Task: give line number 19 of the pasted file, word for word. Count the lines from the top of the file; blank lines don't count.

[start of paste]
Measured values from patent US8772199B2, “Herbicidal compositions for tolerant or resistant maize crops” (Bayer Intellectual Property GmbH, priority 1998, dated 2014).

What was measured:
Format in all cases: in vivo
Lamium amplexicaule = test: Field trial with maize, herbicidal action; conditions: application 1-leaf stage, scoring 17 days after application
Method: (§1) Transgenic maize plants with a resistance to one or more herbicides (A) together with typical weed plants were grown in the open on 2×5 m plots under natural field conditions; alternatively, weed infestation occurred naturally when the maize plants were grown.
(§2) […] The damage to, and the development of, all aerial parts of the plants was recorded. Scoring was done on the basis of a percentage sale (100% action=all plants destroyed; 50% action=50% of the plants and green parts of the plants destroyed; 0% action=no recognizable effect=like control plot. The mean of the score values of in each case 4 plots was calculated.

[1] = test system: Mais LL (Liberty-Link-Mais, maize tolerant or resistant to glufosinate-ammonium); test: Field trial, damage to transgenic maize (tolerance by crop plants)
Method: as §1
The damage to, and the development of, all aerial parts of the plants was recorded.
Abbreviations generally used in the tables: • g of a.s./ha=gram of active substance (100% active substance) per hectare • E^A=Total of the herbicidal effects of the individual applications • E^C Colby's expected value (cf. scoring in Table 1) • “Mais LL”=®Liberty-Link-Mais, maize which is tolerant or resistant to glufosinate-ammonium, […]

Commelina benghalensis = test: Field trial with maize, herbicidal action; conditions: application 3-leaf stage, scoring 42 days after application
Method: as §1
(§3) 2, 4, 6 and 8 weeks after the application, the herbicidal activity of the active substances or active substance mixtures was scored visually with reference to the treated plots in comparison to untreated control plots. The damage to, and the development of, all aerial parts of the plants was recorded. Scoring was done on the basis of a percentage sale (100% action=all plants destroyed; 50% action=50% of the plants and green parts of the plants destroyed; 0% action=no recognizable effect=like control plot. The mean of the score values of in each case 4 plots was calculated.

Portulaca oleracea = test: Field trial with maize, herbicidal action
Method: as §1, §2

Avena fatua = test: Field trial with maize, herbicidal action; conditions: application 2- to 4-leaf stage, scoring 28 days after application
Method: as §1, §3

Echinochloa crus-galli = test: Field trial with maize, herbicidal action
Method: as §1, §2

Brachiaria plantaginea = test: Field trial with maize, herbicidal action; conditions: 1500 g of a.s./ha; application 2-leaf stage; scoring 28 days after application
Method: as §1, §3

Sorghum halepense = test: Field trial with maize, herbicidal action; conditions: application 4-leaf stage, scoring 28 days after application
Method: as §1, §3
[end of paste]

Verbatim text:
Method: as §1, §2